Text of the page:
|Publication number||US4742785 A|
|Application number||US 06/904,928|
|Publication date||May 10, 1988|
|Filing date||Sep 8, 1986|
|Priority date||Sep 8, 1986|
|Publication number||06904928, 904928, US 4742785 A, US 4742785A, US-A-4742785, US4742785 A, US4742785A|
|Inventors||Howard A. Kolk, Robert D. Kolk|
|Original Assignee||Kolk Howard A, Kolk Robert D|
|Export Citation||BiBTeX, EndNote, RefMan|
|Patent Citations (12), Referenced by (6), Classifications (12), Legal Events (6)|
|External Links: USPTO, USPTO Assignment, Espacenet|
Planting machines are in very wide use in many sections of agriculture. Some are adapted to plant seeds, and others have mechanism capable of handling seedling plants. Various forms of these machines have found applications in the production of almost all forms of farm produce, and in reforestation projects. The planting of seeds is normally handled by an automatic feeding mechanism supplied by a hopper, and seedling plants are usually hand-fed into a mechanical system that deposits the plants properly in spaced relationship. These machines either have arrangements for opening a furrow ahead of the planting mechanism, and closing it afterward, or are equipped to stab an opening in the ground in which the seed or seedling is deposited. Machines constructed along these lines are described in U.S. Pat. Nos. 3,125,044; 3,728,805; and 4,290,373. These patents are all owned by the assignee of the present application.
A problem that is always present in the design of these machines is the incorporation of sufficient flexibility of spacing of the planting operations to accommodate a wide variety of plant requirements. Spacing is normally controlled by the rate of operation of the planting mechanism with respect to the forward speed of the vehicle to which the machine is attached. Another problem has arisen in the planting of seedlings. Deposit of these small and delicate plants along uneven ground will frequently distort the final position of the plants, and impair their ability to survive. Even where furrows are opened and closed by the machine, the presence of clods of small hills adjacent to the furrows can easily distort the plants placement as the furrow is closed. Another undesireable variation in the position and spacing of the plants arises from the ground slippage of the usual rimmed wheels that close the furrows behind the planting position, and are also used to drive the mechanism. The peripheral configuration of these wheels is predetermined by their furrow-closing functions, which is somewhat impractical for the generation of traction. The present invention is directed at the solution of these problems.
The power necessary to drive the planting mechanism of this machine is obtained from a ground-engaging wheel carrying at least part of the weight of machine, and disposed directly ahead of the planting row. This wheel is of sufficient width to condition the ground to a uniform level ahead of the furrow-opening devices so that the ground conditions along the planting row are uniform and level. The use of this wheel as a power source also permits the periphery of the wheel to be adapted for the production of traction, without regard to other requirements. In fact, the desireable configuration for the production of good traction seems ideally suited for the ground-conditioning function as well. This invention also provides a special arrangement for interconnecting the machine with the towing vehicle so that the functioning of the driving and conditioning wheel is unimpaired by exterior forces.
FIG. 1 is a side elevation of a planting machine embodying the present invention.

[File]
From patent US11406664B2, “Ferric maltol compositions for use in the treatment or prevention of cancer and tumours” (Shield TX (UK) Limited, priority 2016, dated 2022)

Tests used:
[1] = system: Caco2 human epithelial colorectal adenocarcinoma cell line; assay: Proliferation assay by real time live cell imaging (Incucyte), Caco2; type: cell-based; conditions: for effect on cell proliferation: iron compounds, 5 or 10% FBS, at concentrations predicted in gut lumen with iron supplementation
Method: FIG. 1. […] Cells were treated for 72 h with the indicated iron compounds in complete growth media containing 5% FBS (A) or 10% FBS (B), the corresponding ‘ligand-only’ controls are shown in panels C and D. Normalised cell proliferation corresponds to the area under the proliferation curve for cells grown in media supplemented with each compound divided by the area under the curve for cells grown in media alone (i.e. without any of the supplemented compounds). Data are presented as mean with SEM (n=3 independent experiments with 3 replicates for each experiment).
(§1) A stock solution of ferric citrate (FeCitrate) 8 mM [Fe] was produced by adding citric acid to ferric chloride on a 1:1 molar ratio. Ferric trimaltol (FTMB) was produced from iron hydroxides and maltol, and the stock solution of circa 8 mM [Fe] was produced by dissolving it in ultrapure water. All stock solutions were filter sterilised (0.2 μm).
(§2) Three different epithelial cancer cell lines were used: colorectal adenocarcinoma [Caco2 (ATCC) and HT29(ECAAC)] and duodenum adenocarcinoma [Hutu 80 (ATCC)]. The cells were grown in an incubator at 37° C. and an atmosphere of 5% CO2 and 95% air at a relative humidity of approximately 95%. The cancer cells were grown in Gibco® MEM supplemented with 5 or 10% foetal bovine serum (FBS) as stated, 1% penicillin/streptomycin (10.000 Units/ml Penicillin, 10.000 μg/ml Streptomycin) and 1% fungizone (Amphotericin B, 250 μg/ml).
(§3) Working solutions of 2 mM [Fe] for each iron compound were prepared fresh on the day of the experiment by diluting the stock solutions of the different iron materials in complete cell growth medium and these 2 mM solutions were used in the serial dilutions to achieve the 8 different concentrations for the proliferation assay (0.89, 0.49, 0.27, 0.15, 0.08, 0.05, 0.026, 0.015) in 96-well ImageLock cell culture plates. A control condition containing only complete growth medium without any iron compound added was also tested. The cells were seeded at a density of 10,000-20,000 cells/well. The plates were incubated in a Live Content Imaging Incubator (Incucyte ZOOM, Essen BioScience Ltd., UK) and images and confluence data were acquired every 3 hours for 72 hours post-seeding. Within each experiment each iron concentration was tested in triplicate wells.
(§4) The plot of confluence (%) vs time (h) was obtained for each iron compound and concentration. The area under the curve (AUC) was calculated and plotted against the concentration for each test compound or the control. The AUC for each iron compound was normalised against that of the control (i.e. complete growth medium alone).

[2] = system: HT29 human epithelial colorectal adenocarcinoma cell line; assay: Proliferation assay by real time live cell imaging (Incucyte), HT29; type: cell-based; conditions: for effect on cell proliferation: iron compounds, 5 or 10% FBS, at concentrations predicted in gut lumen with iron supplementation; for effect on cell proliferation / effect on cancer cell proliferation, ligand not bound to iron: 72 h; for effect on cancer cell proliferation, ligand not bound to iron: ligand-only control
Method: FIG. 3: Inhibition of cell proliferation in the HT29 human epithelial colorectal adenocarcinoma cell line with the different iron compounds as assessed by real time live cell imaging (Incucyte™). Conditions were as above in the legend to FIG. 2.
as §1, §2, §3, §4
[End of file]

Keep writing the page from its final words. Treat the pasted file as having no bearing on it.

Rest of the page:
FIG. 2 is a top view showing the ground-conditioning wheel and the chain drive system for transferring power from this wheel to the planting mechanism.
FIG. 3 is a side elevation of the portion of the machine shown in FIG. 2.
FIG. 4 is a perspective view from the rear quarter showing the ground-conditioning wheel and its associated fork frame and the hitch structure.
Referring to FIG. 1, the illustrated machine is adapted for attachment to a tractor (not shown) which will function as a towing vehicle. The movement of the machine along the planting row is from left to right, as shown in FIG. 1. The two seats 10 and 11 receive operators who will be facing to the rear, and removing seedlings from the trays shown at 12 and 13, and placing them in one of the arms 14 of the planting mechanism. The planting mechanism itself forms no part of the present invention. A number of arms 14 are usually mounted on a chain, which moves them from a receiving position shown in FIG. 1 to a planting position directly below. As the machine proceeds along its path forming a planting row, the discs 15 and 16 open a furrow ahead of the shield housing 17, within which the plants are inserted in the ground by the mechanism. This is followed by the closing of the furrow by the rimmed wheels 18 and 19. All of the structure described to this point is conventional.
The forward portion of the machine is supported by the ground-engaging wheel 20. This is a low-pressure air wheel with a wide enough track to condition the ground over the full width of the planting row. The studded surface of the wheel provides good traction, and breaks up clods of earth. This wheel is carried by a fork frame generally indicated at 21, and including the side members 22 and 23 and the interconnecting front member 24. The vertical bars 25 and 26 are welded to the rear of the member 24, and are provided with holes as shown at 27-30 for receiving bolts traversing the holes 31-34 of the similar vertical bars 35 and 36 welded to the front of the main frame 37 of the machine. FIG. 4 shows the fork frame and its associated structure detached from the main frame. When the unit is attached to the main frame, the fork frame becomes structurally a part of the main frame.
A shaft 38 is received in appropriate holes in the forward portions of the members 22 and 23 of the fork frame. This shaft traverses the wheel 20, which has conventional internal bearings (not shown). A collar 39 is received over the shaft 38 and is bolted to the hub of the wheel 20 to function as a power take-off for the chain system that transfers this power over the the planting mechanism. Snap-on pins as shown at 40 and 41 maintain the shaft 38 in position on the fork frame 21. The sprocket 42 is intregral with the collar 39, and receives the chain 43. This chain also engages the sprocket 44 mounted on the shaft 45 supported by the bars 46 and 47 welded to the member 24 of the fork frame. These bars are also preferably welded at their junction with the bars 25 and 26 to form a structurally continuous plate.